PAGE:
Don’t have enough time for writing?
If only you weren’t working full time and have family commitments, you would surely be writing more, wouldn’t you?
Well, not really. The grass is always greener on the other side.
Time Isn’t the Missing Ingredient
If you meet a full-time writer working independently, don’t be surprised if he or she complains that she can’t get enough done although the hours are there.
Being a full-time writer for over two decades I say that time is not the only factor that decides whether you write productively or not.
Many a day, I’d started out to write as much as I could but ended up with a meager word count or worse, a blank page. Time just flies past miraculously. Before you know it, you’re tired and frustrated. Yes, tired although you’ve not done anything much.
If you often find yourself in the same boat, here’s a simple trick to help you get the most out of your writing day.
Set Out With a Goal
How do start your writing day? Do you start telling yourself you’ll write something or continue writing what you’ve started.
If you do, then don’t be surprised if you don’t anything much at all at the end of the writing day. It’s because you have a vague writing goal.
Your goal must be specific – write and finish Chapter 2 in two hours. How about that?
Setting specific goals is a scary thing to do. It calls for what you think is beyond you, what’s outside your comfort zone. It’s not beyond you. You think it’s beyond you because you haven’t done it before. So what? What’s the harm in trying. Are you trying to become a better writer without trying something that challenges you?
Setting specific goals will focus your mind on the task and get you to accomplish what you set out to do. But specific goals alone aren’t enough.
Why You Should Meet the Goal
If you decide to accomplish writing Chapter 2 in two hours, you must give yourself a very good reason for doing so. What reason could you give yourself?
What if you tell yourself, “If I don’t finish Chapter 2 in two hours I’ll not meet my goal of finishing the whole book by this weekend.”
Have the larger goal on the radar to give you the momentum to achieve the immediate goal before you. More often than not we lose sight of the larger goal once when we are wrapped up in a short-term goal before us.
So, the trick is always to keep sight of the larger goal and remind yourself of it as often as possible.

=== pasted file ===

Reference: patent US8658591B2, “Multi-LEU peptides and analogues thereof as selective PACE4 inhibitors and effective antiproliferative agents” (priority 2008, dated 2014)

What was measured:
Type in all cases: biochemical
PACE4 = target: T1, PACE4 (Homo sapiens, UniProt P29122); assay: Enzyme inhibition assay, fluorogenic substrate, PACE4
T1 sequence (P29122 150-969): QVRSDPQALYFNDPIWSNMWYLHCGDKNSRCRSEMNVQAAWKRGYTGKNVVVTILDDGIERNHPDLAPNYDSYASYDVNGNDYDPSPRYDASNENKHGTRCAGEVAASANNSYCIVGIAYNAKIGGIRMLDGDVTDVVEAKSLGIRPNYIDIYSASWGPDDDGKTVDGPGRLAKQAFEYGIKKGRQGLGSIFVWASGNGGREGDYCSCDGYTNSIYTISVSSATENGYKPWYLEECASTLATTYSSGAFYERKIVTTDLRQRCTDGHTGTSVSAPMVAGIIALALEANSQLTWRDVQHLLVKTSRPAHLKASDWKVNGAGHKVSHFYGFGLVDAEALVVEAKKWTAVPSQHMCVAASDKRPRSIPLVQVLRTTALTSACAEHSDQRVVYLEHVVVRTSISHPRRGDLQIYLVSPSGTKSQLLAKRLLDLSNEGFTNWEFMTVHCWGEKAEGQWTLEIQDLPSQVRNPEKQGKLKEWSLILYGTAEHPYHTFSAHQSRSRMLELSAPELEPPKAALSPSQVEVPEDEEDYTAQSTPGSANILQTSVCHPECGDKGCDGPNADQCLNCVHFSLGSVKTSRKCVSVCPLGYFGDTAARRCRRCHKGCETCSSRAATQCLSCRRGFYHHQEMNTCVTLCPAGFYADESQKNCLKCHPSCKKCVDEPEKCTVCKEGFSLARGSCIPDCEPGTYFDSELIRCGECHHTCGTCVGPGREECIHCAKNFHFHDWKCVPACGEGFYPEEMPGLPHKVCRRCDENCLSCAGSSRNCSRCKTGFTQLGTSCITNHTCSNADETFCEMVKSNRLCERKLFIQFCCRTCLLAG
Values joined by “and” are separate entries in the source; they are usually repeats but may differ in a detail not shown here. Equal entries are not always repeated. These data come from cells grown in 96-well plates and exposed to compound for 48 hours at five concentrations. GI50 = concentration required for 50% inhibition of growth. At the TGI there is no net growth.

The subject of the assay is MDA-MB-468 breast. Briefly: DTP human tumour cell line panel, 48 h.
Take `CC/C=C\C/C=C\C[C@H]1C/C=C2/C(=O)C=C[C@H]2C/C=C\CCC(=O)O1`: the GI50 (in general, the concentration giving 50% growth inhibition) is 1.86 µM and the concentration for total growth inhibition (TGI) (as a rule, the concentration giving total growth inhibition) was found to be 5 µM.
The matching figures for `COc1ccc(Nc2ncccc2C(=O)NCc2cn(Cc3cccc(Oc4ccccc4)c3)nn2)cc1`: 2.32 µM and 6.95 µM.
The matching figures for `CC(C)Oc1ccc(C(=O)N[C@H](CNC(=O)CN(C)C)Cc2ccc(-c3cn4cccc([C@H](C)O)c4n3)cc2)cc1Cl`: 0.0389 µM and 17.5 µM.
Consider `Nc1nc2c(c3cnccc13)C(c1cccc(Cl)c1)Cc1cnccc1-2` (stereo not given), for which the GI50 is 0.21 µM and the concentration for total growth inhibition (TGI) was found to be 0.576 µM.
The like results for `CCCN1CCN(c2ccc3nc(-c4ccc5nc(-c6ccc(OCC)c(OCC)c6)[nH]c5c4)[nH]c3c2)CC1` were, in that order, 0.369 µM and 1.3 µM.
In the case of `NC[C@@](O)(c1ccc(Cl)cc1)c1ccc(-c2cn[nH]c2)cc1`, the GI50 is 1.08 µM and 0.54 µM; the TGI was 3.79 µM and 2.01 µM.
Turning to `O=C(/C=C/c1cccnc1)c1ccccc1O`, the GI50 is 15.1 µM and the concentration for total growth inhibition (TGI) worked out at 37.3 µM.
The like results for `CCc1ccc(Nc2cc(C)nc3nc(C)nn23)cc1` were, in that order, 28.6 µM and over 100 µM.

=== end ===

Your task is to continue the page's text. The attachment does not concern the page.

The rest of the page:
What if you say to yourself you have to complete the book by this weekend to stay on track to meet the goal of publishing ten books by the end of the year? Would there be more immediacy to your actions?
Most probably yes. You’re reminded of something that you truly believe in, something you won’t easily give up. Suddenly, you’re raring to go, if the ultimate goal really matters to you.
Time to Set Goal
Alright, you’re game to set a specific writing goal. When do you set it? You can set it anytime as long as it is not a few minutes before you sit down to write.
If you work with a writing schedule planned in advance and which you constantly review to make it top of mind, then you’re on the right track. If you don’t feel like planning way in advance, then you can do it a day before you sit down to write.
The best time to do this is the night before. Before you go to bed, take a few minutes to plan the writing task you’ll be handling the next day.
I write it down on an index card – 5.00am to 5.30am – finish writing scene 3 of the Mystery of the Missing Rotten Apple
5.30am to 6.30am – Write Chapter 1 of the Writing Skills Ebook
Once you’ve put your writing target down, spend a few more minutes actually seeing yourself doing it. Most importantly see yourself finishing task one and then moving on to task 2.
I find this to be the best way of gearing up for the next writing day. In a way, you’re telling your subconscious mind to help you do what you have programmed into it.
At most this exercise will not take you more than ten minutes. Do it when you’ve nothing else to do for the day before you go to bed.
If you’re implementing this practice for the first time, you’ll find the going tough for the first few days. Visualising a future action doesn’t come easily to everyone. But keep on with it and you’ll be mentally prepared to work towards your goal.
Forcing yourself to have a specific writing goal can be a painful thing if you’re used to enjoying freedom in your writing – writing what and when you want.
Unless you’re writing for fun, adopting this approach will see you enjoying improved writing productivity.
So, bite the bullet and set a concrete writing goal for the next day.